I still remain a big fan of the television show “Seinfeld”, even after it has been off the air in terms of original shows now for fifteen years. Often my wife will hear me begin a sentence stating, “This reminds me of a Seinfeld …” when relating it to a present life experience. One episode I recently viewed on a DVD copy that I have of the show is one where Jerry’s friend George bemoans that every decision in his life has been wrong. Jerry encourages him that if every thought and decision he has is wrong then doing the opposite must be the right choice. Throughout the show George makes for him what are far out of character choices in every situation he encounters. Miraculously, he begins to receive things that he has never achieved before.

While the television show admittedly is an exaggeration, in the world of job search, there is actually some truth to it. Often the actions that job searchers should be taking are actually counter intuitive to what they believe is the right thing to do. For example, many individuals believe it is best to be open to all job possibilities, and present themselves as willing to do anything. The reality is those job searchers who can be more specific in presenting what they are looking to do, the skills that they offer, and how they are a perfect fit for a specific job, have far more success. Others send out many resumes to every opening imaginable, and then are surprised when they receive little to no response. While applying for openings through sending out resumes is a part of the search process, so is looking to meet people individually in networking sessions, engaging them and building a relationship so they get to know you and what you offer and then supplementing those steps with your resume’ to be reviewed.

Taking the approach opposite to common expectations is not always the easy choice. Usually that is because the counter intuitive approach often takes time and effort. It is built on process. Our world is one where we are conditioned for quick fixes and answers. When those answers don’t come right away, there is panic. A set of suggestions that are geared to getting to know other people, being specific as to what type of position you are seeking to fill, targeting specific companies that have those type of positions and which do the type of work you are looking to do appears to narrow one’s focus. And, while one must guard against narrowing their focus too fine, to not narrow it at all gives your listener the impression that you don’t know what you want to do. In other cases, they just have a hard time understanding what it is you offer and turn out to your message.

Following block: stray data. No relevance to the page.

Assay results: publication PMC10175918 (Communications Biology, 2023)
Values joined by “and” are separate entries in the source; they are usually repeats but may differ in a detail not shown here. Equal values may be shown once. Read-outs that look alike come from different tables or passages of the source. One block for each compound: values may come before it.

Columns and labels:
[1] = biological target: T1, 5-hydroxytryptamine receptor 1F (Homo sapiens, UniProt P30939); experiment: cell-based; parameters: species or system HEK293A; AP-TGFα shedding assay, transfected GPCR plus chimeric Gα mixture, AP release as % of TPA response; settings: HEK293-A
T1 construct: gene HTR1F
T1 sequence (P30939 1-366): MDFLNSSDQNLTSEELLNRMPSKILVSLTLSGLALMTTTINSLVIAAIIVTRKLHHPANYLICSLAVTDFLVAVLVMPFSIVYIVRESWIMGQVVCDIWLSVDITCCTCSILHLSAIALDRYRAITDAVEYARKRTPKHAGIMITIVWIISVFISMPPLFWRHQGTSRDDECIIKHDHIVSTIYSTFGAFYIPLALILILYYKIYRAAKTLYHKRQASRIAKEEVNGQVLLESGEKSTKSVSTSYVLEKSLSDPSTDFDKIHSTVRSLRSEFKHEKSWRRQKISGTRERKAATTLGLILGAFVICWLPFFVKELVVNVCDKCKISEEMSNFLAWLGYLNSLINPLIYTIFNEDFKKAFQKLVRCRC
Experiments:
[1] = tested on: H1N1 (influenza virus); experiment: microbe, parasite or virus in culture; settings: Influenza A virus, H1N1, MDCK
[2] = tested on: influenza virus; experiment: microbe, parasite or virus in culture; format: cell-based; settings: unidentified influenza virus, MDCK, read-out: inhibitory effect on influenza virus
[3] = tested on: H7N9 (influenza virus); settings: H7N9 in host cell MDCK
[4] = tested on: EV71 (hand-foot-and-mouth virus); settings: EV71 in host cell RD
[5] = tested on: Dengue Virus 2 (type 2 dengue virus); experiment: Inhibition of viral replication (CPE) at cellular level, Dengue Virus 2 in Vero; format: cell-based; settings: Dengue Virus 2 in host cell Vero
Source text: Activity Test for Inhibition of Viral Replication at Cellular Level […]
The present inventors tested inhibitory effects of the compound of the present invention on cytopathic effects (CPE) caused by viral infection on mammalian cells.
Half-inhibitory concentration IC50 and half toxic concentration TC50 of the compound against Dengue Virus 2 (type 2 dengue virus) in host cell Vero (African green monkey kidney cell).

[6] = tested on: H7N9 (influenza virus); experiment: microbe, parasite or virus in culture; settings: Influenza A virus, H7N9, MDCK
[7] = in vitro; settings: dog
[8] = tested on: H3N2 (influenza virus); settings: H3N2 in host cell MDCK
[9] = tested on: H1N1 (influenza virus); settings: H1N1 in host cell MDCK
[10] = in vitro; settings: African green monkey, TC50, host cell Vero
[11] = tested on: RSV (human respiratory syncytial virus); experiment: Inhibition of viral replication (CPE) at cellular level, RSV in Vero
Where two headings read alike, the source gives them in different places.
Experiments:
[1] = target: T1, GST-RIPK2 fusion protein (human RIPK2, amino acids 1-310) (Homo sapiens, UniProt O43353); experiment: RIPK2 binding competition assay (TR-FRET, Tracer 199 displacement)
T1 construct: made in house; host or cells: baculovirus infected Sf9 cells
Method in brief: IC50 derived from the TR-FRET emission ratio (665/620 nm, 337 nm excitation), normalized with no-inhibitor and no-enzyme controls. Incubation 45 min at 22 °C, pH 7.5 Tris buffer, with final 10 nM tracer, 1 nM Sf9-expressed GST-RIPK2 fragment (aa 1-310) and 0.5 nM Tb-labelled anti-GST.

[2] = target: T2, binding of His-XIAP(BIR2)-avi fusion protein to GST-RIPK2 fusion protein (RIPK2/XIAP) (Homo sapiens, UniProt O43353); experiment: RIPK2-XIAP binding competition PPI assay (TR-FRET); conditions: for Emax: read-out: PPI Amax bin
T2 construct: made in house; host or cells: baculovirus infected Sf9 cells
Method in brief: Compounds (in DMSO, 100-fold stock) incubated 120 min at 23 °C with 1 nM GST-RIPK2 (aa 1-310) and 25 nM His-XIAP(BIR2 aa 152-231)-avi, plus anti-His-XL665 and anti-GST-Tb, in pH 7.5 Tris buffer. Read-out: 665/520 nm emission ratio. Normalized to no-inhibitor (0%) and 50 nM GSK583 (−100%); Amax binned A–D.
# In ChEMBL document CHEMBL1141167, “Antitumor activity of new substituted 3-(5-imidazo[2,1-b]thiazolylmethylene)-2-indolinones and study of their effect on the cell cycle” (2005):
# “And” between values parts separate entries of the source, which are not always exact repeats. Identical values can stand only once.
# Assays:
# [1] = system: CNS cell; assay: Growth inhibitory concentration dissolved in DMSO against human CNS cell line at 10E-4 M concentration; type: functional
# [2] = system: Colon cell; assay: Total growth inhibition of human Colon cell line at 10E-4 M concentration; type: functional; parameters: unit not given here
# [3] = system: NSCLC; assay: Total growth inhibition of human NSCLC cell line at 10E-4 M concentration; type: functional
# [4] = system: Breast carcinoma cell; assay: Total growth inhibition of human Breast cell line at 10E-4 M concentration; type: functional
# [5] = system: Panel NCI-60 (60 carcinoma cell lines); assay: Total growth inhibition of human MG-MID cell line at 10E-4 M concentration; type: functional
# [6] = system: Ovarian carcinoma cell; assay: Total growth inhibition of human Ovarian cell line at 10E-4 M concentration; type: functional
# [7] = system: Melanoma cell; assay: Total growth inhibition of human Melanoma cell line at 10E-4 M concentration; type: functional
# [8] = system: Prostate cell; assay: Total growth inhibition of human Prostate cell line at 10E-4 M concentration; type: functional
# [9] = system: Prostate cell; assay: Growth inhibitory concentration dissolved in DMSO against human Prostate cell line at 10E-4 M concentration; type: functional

If you have not been connecting and progressing in your job search, (and my definition of not connecting is not getting interviews or people to talk to you at all, it is not that you currently don’t have a job) or if there are other areas in your life where there appears to be a disconnect, take a step back and examine your approach. Are you like Jerry’s friend George who convinced himself that every idea he came up with was wrong, so he was defeated before he even started? Do others understand your message clearly? (If you are not sure, ask them to repeat back to you what they have heard, and if it is not the message you want to be delivering, know you have some work in getting it conveyed). Above all look to harness your fear. It will feel unusual to take steps that are different than what intuition, friends, family or media tell you are the right things to do. The choice is ultimately yours to make. If however, actions which are meant to get you the quick response you desire are not working, then taking the deliberate and focused approach is something I recommend you give consideration.

Author's Bio: 

Tony Calabrese of Absolute Transitions provides suggestions, approaches and information on how you can find a new job, move up to a new position, or change your career. To get his free report, "Overcoming Obstacles to Change Your Life" visit http://absolutetransitions.com